By the age of three months, Alberto Hidalgo-Robert was already the size of a one-year-old child. By seven years, the rotund little boy known affectionately as “El Gordito,” little fat boy, weighed 120 pounds, his dependence on food an unstoppable addiction. By nine, Hidalgo-Robert entered the restrictive world of doctor-prescribed diets that wreaked havoc on his body and fueled a cycle of overeating, low self-esteem, and hours spent in front of the television. By the time he was a teenager, food and television had become his only source of joy and solace, obesity setting him on a path toward disease and early death.
Fat No More is a memoir that chronicles Hidalgo-Robert’s journey from childhood obesity to healthy, vibrant living as a young adult. Moving chronologically from birth to present day, Hidalgo-Robert deals both humorously and sensitively with intensely painful and infuriating moments from his childhood, where parental control over food and unhealthy habits were lax, and in most cases, completely absent. Using his parents as a source to trigger memories from his early days as the cherished first grandchild in El Salvador, Hidalgo-Robert pinpoints the ways in which obesity in a young child insidiously became a normal state for his family.
Aimed at teens, this memoir has a bright and lively spirit, Hidalgo-Robert’s untutored style exuding fraternity and enthusiasm as he reaches out to other young people struggling with weight and self-esteem. Passages showcase and mimic his intense focus on food, the language delivering vibrant images and the necessary sensory detail to connect with a reader. When he describes wanting another burger at his eighth birthday party, the reader is wound into his daydream, their desires reflected in his own: “I had begun thinking and daydreaming about the burger I had just eaten. I was remembering the juicy patty in the middle of the buns, the melting cheese, and the crunch of the onions and pickles. The tang of the mustard and the salty flavor of the fries. I was remembering every single bite I had taken.”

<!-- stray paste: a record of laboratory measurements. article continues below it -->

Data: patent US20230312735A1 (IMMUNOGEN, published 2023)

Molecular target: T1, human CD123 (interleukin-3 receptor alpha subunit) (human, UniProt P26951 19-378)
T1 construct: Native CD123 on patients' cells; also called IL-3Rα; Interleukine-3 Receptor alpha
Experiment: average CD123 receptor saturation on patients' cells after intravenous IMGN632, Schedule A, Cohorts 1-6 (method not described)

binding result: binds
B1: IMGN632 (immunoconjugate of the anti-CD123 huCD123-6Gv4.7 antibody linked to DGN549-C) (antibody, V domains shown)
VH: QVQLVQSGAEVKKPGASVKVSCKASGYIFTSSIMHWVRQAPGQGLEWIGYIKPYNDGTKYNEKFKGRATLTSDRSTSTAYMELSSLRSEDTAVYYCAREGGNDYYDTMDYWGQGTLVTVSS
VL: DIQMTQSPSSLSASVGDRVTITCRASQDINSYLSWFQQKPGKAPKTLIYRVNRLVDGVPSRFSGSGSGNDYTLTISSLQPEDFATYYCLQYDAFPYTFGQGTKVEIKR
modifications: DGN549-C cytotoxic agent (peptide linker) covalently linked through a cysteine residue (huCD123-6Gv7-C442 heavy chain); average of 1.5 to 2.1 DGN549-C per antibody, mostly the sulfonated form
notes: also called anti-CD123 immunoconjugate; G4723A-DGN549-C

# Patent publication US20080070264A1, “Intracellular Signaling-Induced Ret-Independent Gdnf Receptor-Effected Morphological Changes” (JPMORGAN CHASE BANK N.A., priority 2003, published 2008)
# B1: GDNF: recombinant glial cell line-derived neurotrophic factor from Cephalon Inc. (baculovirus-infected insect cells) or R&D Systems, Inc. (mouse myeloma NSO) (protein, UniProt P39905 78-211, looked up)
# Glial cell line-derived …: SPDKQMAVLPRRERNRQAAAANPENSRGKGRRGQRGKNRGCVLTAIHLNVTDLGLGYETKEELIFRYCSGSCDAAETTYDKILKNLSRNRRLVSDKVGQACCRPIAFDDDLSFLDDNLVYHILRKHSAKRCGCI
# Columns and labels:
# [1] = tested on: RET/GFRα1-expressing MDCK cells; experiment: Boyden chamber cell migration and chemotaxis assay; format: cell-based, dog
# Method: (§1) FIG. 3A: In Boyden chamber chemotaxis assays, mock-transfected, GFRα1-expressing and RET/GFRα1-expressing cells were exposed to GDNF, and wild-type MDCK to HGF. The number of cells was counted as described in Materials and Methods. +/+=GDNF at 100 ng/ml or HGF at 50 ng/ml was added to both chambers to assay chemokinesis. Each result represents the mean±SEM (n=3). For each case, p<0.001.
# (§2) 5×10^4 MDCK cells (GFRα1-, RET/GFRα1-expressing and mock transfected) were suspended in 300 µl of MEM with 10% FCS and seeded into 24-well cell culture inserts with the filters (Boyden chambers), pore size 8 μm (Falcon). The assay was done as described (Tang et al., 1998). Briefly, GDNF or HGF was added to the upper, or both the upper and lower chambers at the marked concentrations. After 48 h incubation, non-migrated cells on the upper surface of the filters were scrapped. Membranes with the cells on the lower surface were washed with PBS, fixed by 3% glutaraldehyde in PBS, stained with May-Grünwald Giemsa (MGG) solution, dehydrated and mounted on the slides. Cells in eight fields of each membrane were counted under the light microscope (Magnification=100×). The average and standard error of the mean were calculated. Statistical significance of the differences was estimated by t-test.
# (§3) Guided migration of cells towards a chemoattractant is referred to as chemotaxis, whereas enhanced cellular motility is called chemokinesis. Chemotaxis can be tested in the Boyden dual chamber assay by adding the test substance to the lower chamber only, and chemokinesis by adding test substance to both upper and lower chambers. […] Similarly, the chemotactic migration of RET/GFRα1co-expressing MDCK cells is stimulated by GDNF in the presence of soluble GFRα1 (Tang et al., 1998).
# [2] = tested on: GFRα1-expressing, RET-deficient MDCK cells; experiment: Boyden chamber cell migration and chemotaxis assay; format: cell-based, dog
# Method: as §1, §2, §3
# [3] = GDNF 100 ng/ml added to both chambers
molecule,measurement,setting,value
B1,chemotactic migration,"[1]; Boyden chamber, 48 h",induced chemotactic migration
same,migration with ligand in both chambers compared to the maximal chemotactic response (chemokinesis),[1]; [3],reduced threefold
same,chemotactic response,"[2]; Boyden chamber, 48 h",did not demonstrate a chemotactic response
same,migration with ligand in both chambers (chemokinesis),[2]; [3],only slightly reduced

The book’s prose has the quality of casual speech, as if Hidalgo-Robert has sat down in front of you to tell you a story, drifting into asides, sometimes leaping into sudden exclamations. Though the author’s simple, chatty style engages the reader, it can also serve as a deterrent, with the chronological narrative fairly bulging with superfluous material.
Despite this defect, however, Fat No More highlights health-related themes that pinpoint the contributing factors of high-calorie addictive diets, weaving in controversial issues like children’s advertising and misleading health labels on food items in a natural, easily digestible style.
This memoir will appeal to youth and adults alike and is an important contribution to the literature discussing one of the leading health issues facing young people today.
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